Saturday, May 26, 2007

What It Takes to be Successful in America

According to David Brooks, it takes being a skeptical practitioner of religion:

In fact, if you really wanted to supercharge the nation, you’d fill it with college students who constantly attend church, but who are skeptical of everything they hear there. For there are at least two things we know about flourishing in a modern society.

First, college students who attend religious services regularly do better than those that don’t. As Margarita Mooney, a Princeton sociologist, has demonstrated in her research, they work harder and are more engaged with campus life. Second, students who come from denominations that encourage dissent are more successful, on average, than students from denominations that don’t.

This embodies the social gospel annex to the quasi-religious creed: Always try to be the least believing member of one of the more observant sects. Participate in organized religion, but be a friendly dissident inside. Ensconce yourself in traditional moral practice, but champion piecemeal modernization. Submit to the wisdom of the ages, but with one eye open.

This is based on a study by a Duke sociologist of non-Hispanic Catholics; they attend church regularly, don't take their church's teachings too seriously, and they are doing remarkably well economically.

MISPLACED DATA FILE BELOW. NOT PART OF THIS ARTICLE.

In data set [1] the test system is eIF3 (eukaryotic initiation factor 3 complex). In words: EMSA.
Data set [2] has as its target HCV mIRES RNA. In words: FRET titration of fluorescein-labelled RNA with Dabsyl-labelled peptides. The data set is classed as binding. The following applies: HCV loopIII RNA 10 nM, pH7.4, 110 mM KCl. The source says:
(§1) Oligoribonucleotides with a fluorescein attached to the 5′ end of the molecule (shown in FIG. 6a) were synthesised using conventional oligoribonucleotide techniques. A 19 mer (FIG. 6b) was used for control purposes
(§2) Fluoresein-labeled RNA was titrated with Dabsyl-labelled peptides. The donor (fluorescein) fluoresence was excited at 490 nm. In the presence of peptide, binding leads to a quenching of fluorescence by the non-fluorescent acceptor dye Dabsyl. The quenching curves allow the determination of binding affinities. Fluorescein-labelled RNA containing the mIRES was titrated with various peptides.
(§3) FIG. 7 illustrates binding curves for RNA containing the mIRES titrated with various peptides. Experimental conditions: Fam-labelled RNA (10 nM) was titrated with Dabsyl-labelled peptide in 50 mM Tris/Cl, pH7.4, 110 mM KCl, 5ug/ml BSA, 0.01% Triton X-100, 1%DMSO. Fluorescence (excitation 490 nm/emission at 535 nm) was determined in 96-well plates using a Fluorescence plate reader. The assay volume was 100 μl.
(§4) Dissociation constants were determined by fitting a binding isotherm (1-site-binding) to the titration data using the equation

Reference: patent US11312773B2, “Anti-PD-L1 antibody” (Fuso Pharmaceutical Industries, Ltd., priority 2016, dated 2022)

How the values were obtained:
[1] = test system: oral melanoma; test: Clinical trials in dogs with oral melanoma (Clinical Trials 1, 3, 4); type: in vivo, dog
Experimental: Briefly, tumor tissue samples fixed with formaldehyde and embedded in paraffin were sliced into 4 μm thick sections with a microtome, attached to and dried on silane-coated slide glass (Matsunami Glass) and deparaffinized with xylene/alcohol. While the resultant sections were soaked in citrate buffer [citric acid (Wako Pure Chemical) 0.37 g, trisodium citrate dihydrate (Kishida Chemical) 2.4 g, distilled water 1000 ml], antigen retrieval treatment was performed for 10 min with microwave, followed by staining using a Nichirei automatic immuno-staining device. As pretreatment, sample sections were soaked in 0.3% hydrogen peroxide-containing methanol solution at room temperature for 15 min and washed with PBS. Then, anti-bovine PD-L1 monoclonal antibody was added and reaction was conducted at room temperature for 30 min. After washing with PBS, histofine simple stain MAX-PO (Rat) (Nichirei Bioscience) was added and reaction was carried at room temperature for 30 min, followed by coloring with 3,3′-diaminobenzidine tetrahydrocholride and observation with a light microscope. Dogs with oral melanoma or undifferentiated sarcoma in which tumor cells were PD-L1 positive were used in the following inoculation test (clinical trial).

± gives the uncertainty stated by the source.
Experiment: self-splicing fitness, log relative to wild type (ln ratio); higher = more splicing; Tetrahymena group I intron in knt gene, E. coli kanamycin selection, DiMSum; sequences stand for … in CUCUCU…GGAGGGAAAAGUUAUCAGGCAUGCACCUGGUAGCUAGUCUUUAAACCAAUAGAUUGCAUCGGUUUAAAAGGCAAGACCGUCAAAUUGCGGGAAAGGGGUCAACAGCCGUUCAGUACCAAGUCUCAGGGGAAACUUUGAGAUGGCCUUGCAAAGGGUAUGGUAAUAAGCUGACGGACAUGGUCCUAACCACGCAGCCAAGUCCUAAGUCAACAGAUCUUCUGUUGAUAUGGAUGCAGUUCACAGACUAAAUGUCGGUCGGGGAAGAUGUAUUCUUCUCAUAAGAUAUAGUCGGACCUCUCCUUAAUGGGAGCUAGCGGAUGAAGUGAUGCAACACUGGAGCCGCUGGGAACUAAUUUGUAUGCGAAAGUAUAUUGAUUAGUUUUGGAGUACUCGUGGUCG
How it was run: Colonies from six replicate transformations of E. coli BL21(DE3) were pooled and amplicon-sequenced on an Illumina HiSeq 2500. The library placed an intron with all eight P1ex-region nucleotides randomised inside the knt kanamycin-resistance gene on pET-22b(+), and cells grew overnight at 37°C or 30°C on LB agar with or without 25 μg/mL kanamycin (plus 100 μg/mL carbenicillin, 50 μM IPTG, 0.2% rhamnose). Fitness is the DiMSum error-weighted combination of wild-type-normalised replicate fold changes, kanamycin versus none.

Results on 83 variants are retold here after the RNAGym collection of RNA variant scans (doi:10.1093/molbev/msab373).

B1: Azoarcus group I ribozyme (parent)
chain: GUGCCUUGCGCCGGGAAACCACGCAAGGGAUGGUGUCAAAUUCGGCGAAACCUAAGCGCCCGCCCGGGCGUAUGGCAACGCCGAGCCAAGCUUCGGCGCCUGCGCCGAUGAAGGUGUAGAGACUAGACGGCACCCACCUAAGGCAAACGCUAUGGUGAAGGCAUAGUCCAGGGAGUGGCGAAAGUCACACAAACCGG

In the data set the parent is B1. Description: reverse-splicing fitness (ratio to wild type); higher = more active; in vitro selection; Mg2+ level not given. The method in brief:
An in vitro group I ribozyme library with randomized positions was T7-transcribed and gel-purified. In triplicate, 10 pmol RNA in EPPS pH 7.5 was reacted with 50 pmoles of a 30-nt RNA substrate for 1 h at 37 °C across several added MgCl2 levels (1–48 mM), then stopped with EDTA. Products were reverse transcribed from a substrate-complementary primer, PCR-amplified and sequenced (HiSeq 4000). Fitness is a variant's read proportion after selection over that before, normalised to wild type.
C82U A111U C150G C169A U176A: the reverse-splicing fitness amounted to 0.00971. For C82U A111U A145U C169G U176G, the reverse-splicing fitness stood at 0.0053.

3 comments:

Susan said...

This sounds alot like the children of all my Catholic friends (in my book group of 12 there are only 2 non-Catholics) and perhaps also the children of my protestant friends too.

Although not a Catholic, it sounds like me 30 years ago. Give these college kids about 10 years and hopefully they will have developed beyond critical thinking into a more wholelist outlook on life.

It takes a whole lot of negative energy to be a constant skeptic. At some point, if you want healing, you have to look at how you are the same as those around you--not focus all the time on how you are different from the flock. You have to be FOR something and not AGAINST something all the time.

liberal pastor said...

Perhaps it has something to do with personality type. It takes lots more energy for me to believe anything without question than it does to view it with a skeptical eye. Skepticism comes naturally and I find the process itself healing. And I find comfort in the company of fellow skeptics - who are not against something all the time, but for the truth always. Just skeptical about anyone who says they have it or know it. If they know they have it they don't have it. If they think they have it and are continuously searching, they may be getting closer.

Susan said...

Yes, I think we agree that no one holds the TRUTH. And then, with that shared belief that there may be many TRUTHS for each person, we all live together peaceably and working to help each other!